Something of this he tried to explain to his new friends at headquarters when next he found an opportunity to ride over. His explanations were not very lucid, for Bob was no great hand at analysis. To any other audience they might have been absolutely incoherent. But Thorne had long since reasoned all this out for himself; so he understood; while to California John the matter had always been one to take for granted. Bob leaned forward, his earnest, sun-browned young face flushed with the sincerity--and the embarrassment--of his exposition. Amy nodded from time to time, her eyes shining, her glance every few moments seeking in triumph that of her brother. California John smoked.
Finally Bob put it squarely to Thorne.
"So you'd like to join the Service," said Thorne slowly. "I suppose you've thought of the chance you're giving up? Welton will take you into partnership in time, of course."
"I know. It seems foolish. Can't make it seem anything else," Bob admitted.
"You'd have to take your chances," Thorne persisted. "I couldn't help you. A ranger's salary is ninety a month now, and find yourself and horses. Have you any private means?"
"Not enough to say so."
"There's another thing," Thorne went on. "This forestry of our government is destined to be a tremendous affair; but what we need more just now is better logging methods among the private loggers. It would count more than anything else if you'd stay just where you are and give us model operations in your own work."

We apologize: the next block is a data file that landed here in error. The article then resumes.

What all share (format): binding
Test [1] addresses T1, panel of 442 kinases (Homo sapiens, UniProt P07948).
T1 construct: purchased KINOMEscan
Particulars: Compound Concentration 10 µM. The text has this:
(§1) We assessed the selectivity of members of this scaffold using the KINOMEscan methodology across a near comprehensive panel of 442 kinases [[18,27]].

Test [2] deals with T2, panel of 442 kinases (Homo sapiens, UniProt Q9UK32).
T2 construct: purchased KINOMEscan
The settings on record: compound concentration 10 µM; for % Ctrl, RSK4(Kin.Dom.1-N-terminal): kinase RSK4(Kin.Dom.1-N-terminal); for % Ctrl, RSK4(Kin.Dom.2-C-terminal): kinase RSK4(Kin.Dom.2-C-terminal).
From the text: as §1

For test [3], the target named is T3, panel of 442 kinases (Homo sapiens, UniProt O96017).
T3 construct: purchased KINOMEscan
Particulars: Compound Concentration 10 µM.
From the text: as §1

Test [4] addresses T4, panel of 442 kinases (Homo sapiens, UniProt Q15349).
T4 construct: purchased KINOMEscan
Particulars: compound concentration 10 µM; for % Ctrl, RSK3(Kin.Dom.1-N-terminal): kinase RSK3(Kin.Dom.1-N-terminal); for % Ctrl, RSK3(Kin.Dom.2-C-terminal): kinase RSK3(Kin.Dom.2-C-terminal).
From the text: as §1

Bob shook his head.
"Perhaps you don't know men like Mr. Welton as well as I do," said he; "I couldn't change his methods. That's absolutely out of the question. And," he went on with a sudden flash of loyalty to what the old-timers had meant, "I don't believe I'd want to."
"Not want to!" cried Amy.
"No," pursued Bob doggedly, "not unless he could see the point himself and of his own accord. He's done a great work in his time, and he's grown old at it. I wouldn't for anything in the world do anything to shake his faith in what he's done, even if he's doing it wrong now."
"He and his kind have always slaughtered the forests shamefully!" broke in Amy with some heat.
"They opened a new country for a new people," said Bob gently. "Perhaps they did it wastefully; perhaps not. I notice you've got to use lots of lubricating oil on a new machine. But there was nobody else to do it any different."